December 14 Rock And Roll History
We've got some interesting trivia this morning on ZOZ!
On this day in 1959, a study conducted by the Ohio State University Research Center found that even though rock and roll was the favorite of a majority of kids surveyed who were between 14 and 18 years of age, adults fro ages 19 to 70 listed it as their least favorite genre.
In 1963, "I Want to Hold Your Hand" by the Beatles started the first of five weeks at the top of the U.K. charts, taking the place of their other hit, "She Loves You," which had spent two weeks there.
In 1971, Led Zeppelin IV was in the top 10 on the album charts in the U.S. The album has sold more than 23 million copies in the U.S. alone. In 2006, Classic Rock magazine's readers ranked it at #1 for the "100 Greatest British Albums" poll. Another poll conducted by Guitar World placed it at #1, as well.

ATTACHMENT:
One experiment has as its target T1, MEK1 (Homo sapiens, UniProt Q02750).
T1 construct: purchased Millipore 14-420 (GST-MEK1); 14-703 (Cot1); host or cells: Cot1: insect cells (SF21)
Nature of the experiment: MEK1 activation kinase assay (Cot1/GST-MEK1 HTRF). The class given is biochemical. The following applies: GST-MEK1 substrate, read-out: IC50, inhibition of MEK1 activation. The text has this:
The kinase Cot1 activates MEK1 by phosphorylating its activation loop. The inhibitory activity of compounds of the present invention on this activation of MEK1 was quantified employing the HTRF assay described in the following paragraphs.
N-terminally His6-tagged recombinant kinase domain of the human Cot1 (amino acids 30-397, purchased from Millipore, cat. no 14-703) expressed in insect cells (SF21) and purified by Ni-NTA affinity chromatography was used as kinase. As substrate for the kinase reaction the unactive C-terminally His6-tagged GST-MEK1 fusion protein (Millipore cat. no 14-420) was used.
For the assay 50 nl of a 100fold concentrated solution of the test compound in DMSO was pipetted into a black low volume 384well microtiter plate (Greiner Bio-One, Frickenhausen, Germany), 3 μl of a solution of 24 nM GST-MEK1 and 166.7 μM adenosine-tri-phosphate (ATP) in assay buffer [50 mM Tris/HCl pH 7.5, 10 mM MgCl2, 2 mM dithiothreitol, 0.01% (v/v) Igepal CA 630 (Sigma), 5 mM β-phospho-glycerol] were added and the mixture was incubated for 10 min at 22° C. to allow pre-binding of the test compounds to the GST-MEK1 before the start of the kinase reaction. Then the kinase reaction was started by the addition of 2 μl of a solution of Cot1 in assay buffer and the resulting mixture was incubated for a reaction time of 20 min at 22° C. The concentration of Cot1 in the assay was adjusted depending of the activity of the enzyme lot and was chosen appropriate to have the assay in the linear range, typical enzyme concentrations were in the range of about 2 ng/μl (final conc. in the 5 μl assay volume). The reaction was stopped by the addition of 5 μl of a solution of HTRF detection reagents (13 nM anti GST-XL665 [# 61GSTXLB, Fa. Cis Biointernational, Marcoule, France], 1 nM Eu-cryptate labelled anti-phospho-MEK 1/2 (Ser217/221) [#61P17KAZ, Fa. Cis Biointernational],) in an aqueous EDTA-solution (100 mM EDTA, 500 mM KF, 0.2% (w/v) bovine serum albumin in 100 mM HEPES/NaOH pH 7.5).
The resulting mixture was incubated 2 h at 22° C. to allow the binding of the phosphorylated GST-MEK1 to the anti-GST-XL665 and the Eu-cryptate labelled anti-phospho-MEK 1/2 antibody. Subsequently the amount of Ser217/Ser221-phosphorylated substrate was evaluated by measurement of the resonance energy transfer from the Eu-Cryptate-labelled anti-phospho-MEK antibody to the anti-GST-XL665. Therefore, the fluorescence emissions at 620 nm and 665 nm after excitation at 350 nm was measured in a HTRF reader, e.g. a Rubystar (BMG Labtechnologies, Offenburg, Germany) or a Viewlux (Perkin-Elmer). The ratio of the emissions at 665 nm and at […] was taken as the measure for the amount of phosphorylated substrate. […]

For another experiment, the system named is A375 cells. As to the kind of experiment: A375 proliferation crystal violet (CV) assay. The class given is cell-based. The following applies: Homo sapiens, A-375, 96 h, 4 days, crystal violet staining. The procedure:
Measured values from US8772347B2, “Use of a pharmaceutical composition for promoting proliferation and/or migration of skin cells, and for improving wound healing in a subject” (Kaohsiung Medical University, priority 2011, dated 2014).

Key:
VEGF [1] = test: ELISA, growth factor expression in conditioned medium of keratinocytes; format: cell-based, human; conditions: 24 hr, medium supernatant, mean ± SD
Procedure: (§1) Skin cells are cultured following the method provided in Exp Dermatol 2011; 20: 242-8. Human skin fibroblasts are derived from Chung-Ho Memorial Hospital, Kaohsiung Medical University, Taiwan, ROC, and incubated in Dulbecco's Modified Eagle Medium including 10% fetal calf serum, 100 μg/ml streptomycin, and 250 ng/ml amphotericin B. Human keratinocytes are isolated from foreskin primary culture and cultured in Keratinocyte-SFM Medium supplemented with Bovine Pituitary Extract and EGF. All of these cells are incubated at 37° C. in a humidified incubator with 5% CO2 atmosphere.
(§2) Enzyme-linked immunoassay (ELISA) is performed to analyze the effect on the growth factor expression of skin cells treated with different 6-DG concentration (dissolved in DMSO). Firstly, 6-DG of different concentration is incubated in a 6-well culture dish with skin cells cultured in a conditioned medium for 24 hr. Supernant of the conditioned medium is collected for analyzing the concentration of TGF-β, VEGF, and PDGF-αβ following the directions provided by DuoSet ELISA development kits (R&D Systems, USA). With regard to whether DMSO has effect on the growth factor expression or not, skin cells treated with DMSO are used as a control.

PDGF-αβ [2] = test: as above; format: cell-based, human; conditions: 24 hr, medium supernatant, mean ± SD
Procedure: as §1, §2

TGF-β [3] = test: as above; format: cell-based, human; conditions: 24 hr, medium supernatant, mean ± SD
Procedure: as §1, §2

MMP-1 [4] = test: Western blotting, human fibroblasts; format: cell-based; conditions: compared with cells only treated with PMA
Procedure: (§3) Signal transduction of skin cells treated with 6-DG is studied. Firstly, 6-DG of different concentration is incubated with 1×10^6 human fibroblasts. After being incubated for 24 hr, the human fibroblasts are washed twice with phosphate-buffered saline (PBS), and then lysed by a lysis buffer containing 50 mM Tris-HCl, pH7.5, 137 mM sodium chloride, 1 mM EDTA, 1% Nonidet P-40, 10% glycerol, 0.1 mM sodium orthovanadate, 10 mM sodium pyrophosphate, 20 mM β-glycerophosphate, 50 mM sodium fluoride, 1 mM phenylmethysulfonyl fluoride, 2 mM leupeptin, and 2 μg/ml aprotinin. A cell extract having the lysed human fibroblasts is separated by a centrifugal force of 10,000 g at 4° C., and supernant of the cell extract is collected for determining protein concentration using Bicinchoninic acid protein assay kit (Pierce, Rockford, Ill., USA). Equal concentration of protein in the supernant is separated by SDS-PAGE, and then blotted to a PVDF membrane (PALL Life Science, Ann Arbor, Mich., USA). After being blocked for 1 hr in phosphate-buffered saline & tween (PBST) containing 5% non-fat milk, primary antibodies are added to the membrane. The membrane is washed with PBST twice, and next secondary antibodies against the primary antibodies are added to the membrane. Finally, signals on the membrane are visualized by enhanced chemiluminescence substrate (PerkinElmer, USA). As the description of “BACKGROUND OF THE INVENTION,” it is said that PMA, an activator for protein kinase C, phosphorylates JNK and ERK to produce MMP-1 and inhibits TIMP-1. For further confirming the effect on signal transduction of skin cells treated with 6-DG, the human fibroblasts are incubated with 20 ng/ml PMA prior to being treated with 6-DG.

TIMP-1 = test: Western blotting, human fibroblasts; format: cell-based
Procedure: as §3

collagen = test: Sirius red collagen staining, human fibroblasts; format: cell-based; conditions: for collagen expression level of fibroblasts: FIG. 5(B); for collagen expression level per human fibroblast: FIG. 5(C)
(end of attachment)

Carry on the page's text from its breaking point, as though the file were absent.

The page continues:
In 1972, the movie that Ringo Starr directed, "Born to Boogie," premiered in London. The film was about a concert held at Wembley Empire Pool in London and starred Ringo Starr, Marc Bolan, and T. Rex. It was released on the Beatles' Apple Films label.
And in 1997, "Candle in the Wind 1997," Elton John's tribute to Princess Diana, was entering its ninth week at #1 on the Billboard chart. It became the largest selling single of all time in the U.S. and the U.K. It's second only to Bing Crosby's recording of "White Christmas" as the best selling record around the world.